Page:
Emotional testimony by victims in the 2015 Aurora bridge accident

SEATTLE - The Aurora Bridge crash in 2015 is one of the worst transportation accidents in Western Washington. But the 42 plaintiffs in the civil lawsuit are claiming that it wasn’t just an accident but a tragedy that could have been prevented.

On Day 2 of the Ride the Ducks trial, we heard emotional testimony from the driver of the charter bus and a couple who were on the duck boat.

“I guess kind of my first reaction was what’s going on,” charter bus driver Donald Clouse said.

Clouse is talking about the moment a Ride the Ducks vehicle careened across the center line on the Aurora Bridge smashing into the bus that was carrying North Seattle College students.

“I started to move over but it was quick,” Clouse said.

Chaos followed.

“It was just a terrible noise, glass flying everywhere,” Clouse said.

At that same time, for passengers on the duck boat, everything went flying forward.

Susan Gesner said she put her hands on the seat in front of her and ducked back.

“I prayed. I asked God to help us. We were losing control,” Gesner said.

After the impact, both Gesner and Clouse describe an eery silence.

“Why didn’t I see anybody I got up and turned around I didn’t see people,” Clouse said.

“No people I didn’t know where everyone went,” Gesner said.

Gesner says she frantically started looking for her husband Tim.

She spotted him amid the mangled mess.

“I was just grateful he was alive and I was alive,” Gesner said.

Susan’s husband Tim also took the stand describing how he had never seen death before until the incident. The couple and Clouse talked about how the tragedy has changed everything in their lives.

Clouse says he suffers from PTSD and needs therapy to deal with what happened. His wife Nadine Clouse also testified to describe how the accident changed her husband.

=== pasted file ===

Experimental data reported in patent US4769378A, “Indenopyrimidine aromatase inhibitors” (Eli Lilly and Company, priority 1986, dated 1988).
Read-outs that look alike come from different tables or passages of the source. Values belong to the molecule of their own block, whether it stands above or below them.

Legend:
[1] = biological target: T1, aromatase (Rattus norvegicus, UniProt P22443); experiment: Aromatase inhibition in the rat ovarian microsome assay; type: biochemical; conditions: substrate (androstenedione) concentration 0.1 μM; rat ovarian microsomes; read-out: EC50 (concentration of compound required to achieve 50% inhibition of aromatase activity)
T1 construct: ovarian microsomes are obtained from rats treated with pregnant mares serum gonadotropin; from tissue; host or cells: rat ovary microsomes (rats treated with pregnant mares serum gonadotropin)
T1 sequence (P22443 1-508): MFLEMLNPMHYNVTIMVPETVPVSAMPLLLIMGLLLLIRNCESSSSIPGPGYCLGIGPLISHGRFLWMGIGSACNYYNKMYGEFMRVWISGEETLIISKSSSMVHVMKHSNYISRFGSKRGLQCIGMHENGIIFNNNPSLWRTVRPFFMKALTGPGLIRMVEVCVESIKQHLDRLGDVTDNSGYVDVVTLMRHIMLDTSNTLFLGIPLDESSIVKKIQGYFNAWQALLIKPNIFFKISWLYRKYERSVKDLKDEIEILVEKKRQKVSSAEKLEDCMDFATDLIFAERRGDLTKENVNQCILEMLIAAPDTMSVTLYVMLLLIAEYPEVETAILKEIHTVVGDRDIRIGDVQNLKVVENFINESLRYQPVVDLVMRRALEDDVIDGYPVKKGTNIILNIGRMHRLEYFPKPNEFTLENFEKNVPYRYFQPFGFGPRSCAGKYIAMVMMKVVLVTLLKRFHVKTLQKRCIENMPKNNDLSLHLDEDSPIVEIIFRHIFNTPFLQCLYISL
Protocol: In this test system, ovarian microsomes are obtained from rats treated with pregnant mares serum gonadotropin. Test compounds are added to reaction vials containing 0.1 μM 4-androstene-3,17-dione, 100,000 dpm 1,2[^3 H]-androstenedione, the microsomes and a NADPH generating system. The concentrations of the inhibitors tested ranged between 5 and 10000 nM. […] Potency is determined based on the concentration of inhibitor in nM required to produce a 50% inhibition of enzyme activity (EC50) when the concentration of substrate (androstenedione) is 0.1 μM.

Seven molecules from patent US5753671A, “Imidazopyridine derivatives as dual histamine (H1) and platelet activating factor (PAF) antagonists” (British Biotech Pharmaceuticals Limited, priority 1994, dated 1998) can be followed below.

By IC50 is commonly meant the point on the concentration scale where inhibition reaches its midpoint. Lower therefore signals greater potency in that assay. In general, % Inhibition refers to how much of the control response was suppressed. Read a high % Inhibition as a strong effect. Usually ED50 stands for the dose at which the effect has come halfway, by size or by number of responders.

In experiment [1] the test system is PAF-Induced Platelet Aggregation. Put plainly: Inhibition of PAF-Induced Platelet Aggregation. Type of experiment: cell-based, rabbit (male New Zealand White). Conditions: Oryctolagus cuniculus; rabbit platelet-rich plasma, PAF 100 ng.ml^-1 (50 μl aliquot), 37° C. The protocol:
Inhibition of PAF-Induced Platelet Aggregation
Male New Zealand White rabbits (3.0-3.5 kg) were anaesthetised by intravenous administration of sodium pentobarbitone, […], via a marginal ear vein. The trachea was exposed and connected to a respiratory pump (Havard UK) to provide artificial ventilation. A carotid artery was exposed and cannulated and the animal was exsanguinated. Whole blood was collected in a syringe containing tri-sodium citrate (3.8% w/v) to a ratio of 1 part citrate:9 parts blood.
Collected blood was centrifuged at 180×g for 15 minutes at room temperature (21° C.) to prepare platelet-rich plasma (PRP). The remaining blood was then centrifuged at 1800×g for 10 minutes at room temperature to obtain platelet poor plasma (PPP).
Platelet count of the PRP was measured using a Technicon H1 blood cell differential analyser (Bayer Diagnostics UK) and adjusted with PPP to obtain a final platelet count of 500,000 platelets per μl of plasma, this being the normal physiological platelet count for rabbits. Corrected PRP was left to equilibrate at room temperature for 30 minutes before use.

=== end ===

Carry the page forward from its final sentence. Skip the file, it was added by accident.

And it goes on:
In all, five people were killed and more than 60 people injured.

“I cannot tell you how many we had to physically extricate using equipment,” firefighter Erik Hotchkiss said.

Hotchkiss said it took about 25 minutes to help everyone in need which he considers a successful response to the mass casualty.

A look at a crash involving a "Ride the Ducks" tour vehicle and a charter bus on Seattle's Aurora Bridge on Sept. 24, 2015. (KCPQ photo)

The lead attorney Karen Koehler representing the 42 plaintiffs spent the day painstakingly painting the gruesome scene to jurors who will have to decide whether the accident could have been prevented. An NTSB investigation found that the accident happened after one of the front axles of the duck boat broke off.

Koehler says Ride the Ducks Seattle neglected a 2013 service bulletin released by Ride the Ducks International to strengthen the wheel axles.

Ride the Ducks Seattle bought the amphibious vehicles from Ride the Ducks International.

Both parties are blaming one another.

The Seattle company says the maintenance of the wheel axles were not explicitly told to them while the vehicle manufacturer says Ride the Ducks Seattle neglected to do the work to improve and maintain the wheel axles.

The plaintiffs are also going after the city and the state saying the Aurora Bridge was not safe and that a median on the bridge could have prevented the duck boat from crossing into oncoming traffic.

“I am still in shock, hard to believe what happened,” Clouse said.

With multiple parties accused the trial could last up to 5 months.

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